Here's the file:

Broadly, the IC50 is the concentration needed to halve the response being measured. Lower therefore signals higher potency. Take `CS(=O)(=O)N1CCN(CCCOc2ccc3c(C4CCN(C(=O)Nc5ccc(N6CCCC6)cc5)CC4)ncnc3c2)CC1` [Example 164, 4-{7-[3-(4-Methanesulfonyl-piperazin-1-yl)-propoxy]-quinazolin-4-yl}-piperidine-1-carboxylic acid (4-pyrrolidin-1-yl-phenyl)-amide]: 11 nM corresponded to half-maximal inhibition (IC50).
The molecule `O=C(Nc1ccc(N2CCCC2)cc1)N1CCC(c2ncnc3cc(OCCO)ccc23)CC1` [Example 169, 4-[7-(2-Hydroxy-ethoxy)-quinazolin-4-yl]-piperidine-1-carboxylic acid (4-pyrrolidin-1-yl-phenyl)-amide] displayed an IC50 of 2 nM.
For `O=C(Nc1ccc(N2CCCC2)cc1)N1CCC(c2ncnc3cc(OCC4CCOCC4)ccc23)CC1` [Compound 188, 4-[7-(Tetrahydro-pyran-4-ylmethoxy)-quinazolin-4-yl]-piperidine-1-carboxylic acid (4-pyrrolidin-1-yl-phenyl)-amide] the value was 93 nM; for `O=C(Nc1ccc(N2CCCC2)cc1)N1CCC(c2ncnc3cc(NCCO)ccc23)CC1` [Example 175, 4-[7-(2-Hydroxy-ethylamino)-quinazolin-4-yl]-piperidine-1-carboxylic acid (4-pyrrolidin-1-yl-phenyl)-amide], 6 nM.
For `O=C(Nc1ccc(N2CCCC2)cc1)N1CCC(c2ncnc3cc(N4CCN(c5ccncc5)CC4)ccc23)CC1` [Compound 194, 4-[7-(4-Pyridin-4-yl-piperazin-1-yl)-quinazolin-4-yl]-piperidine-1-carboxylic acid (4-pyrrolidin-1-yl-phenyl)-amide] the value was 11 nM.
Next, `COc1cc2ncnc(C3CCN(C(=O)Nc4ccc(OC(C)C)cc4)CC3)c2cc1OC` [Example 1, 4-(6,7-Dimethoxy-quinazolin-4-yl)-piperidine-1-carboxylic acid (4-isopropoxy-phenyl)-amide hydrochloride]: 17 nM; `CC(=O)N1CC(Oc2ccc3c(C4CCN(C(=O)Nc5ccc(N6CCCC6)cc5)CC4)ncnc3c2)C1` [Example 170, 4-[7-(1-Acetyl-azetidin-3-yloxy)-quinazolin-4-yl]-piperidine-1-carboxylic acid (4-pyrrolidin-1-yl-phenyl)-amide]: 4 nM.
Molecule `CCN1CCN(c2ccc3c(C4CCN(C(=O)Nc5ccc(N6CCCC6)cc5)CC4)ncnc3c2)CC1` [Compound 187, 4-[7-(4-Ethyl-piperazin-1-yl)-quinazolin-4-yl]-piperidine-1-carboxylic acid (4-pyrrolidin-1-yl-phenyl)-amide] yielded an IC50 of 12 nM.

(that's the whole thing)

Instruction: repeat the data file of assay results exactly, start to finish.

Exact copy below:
Broadly, the IC50 is the concentration needed to halve the response being measured. Lower therefore signals higher potency. Take `CS(=O)(=O)N1CCN(CCCOc2ccc3c(C4CCN(C(=O)Nc5ccc(N6CCCC6)cc5)CC4)ncnc3c2)CC1` [Example 164, 4-{7-[3-(4-Methanesulfonyl-piperazin-1-yl)-propoxy]-quinazolin-4-yl}-piperidine-1-carboxylic acid (4-pyrrolidin-1-yl-phenyl)-amide]: 11 nM corresponded to half-maximal inhibition (IC50).
The molecule `O=C(Nc1ccc(N2CCCC2)cc1)N1CCC(c2ncnc3cc(OCCO)ccc23)CC1` [Example 169, 4-[7-(2-Hydroxy-ethoxy)-quinazolin-4-yl]-piperidine-1-carboxylic acid (4-pyrrolidin-1-yl-phenyl)-amide] displayed an IC50 of 2 nM.
For `O=C(Nc1ccc(N2CCCC2)cc1)N1CCC(c2ncnc3cc(OCC4CCOCC4)ccc23)CC1` [Compound 188, 4-[7-(Tetrahydro-pyran-4-ylmethoxy)-quinazolin-4-yl]-piperidine-1-carboxylic acid (4-pyrrolidin-1-yl-phenyl)-amide] the value was 93 nM; for `O=C(Nc1ccc(N2CCCC2)cc1)N1CCC(c2ncnc3cc(NCCO)ccc23)CC1` [Example 175, 4-[7-(2-Hydroxy-ethylamino)-quinazolin-4-yl]-piperidine-1-carboxylic acid (4-pyrrolidin-1-yl-phenyl)-amide], 6 nM.
For `O=C(Nc1ccc(N2CCCC2)cc1)N1CCC(c2ncnc3cc(N4CCN(c5ccncc5)CC4)ccc23)CC1` [Compound 194, 4-[7-(4-Pyridin-4-yl-piperazin-1-yl)-quinazolin-4-yl]-piperidine-1-carboxylic acid (4-pyrrolidin-1-yl-phenyl)-amide] the value was 11 nM.
Next, `COc1cc2ncnc(C3CCN(C(=O)Nc4ccc(OC(C)C)cc4)CC3)c2cc1OC` [Example 1, 4-(6,7-Dimethoxy-quinazolin-4-yl)-piperidine-1-carboxylic acid (4-isopropoxy-phenyl)-amide hydrochloride]: 17 nM; `CC(=O)N1CC(Oc2ccc3c(C4CCN(C(=O)Nc5ccc(N6CCCC6)cc5)CC4)ncnc3c2)C1` [Example 170, 4-[7-(1-Acetyl-azetidin-3-yloxy)-quinazolin-4-yl]-piperidine-1-carboxylic acid (4-pyrrolidin-1-yl-phenyl)-amide]: 4 nM.
Molecule `CCN1CCN(c2ccc3c(C4CCN(C(=O)Nc5ccc(N6CCCC6)cc5)CC4)ncnc3c2)CC1` [Compound 187, 4-[7-(4-Ethyl-piperazin-1-yl)-quinazolin-4-yl]-piperidine-1-carboxylic acid (4-pyrrolidin-1-yl-phenyl)-amide] yielded an IC50 of 12 nM.